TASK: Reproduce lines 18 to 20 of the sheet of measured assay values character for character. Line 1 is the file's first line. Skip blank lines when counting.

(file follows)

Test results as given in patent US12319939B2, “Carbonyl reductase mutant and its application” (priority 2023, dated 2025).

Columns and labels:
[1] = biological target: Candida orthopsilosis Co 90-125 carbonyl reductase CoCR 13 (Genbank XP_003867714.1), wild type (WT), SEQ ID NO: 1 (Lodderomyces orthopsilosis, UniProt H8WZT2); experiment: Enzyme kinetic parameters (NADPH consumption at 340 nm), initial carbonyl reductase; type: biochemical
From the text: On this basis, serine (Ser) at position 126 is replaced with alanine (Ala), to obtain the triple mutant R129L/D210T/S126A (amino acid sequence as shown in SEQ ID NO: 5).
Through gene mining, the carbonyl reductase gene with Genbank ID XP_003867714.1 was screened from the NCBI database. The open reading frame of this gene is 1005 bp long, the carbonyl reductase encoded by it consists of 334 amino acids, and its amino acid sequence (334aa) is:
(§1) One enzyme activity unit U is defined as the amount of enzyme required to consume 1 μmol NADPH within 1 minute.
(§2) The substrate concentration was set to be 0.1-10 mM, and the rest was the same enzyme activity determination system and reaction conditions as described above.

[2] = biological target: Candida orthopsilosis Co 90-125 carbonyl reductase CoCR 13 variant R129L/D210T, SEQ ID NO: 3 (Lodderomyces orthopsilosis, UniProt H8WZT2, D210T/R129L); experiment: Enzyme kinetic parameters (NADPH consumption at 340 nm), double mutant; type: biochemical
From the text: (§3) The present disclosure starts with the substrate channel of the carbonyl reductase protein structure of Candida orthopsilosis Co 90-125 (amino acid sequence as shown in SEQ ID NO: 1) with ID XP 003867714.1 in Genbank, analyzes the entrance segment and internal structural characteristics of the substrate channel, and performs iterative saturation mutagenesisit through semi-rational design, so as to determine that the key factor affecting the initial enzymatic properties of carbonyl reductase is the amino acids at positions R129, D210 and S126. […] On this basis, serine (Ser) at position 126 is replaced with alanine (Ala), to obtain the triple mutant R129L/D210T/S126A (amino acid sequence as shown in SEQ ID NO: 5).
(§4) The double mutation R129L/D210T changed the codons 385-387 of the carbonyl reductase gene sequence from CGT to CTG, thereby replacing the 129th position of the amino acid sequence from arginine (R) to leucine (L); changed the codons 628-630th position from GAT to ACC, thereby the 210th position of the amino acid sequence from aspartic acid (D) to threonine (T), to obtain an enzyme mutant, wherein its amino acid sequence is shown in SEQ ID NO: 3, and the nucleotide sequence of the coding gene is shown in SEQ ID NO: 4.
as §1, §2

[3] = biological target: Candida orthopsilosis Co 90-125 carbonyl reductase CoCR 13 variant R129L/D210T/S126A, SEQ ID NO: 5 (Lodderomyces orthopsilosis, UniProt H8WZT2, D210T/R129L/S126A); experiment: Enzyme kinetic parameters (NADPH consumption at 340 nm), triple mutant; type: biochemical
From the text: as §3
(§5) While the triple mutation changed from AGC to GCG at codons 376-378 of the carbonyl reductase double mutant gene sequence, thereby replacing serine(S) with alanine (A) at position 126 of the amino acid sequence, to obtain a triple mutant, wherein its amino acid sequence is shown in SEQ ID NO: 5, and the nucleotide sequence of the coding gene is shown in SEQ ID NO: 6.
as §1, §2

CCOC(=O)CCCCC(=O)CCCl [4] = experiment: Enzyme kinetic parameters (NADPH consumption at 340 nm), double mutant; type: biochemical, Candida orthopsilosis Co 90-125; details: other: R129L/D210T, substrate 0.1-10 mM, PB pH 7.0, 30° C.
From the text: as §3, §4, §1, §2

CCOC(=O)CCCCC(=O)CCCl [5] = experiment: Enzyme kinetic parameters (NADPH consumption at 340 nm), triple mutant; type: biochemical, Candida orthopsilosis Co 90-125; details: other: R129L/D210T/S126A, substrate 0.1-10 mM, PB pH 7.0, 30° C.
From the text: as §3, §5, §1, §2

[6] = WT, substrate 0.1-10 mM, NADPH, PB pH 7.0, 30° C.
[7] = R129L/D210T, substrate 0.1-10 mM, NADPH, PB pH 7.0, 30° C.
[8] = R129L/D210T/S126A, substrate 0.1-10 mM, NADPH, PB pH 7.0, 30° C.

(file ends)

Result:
CCOC(=O)CCCCC(=O)CCCl [5] = experiment: Enzyme kinetic parameters (NADPH consumption at 340 nm), triple mutant; type: biochemical, Candida orthopsilosis Co 90-125; details: other: R129L/D210T/S126A, substrate 0.1-10 mM, PB pH 7.0, 30° C.
From the text: as §3, §5, §1, §2

[6] = WT, substrate 0.1-10 mM, NADPH, PB pH 7.0, 30° C.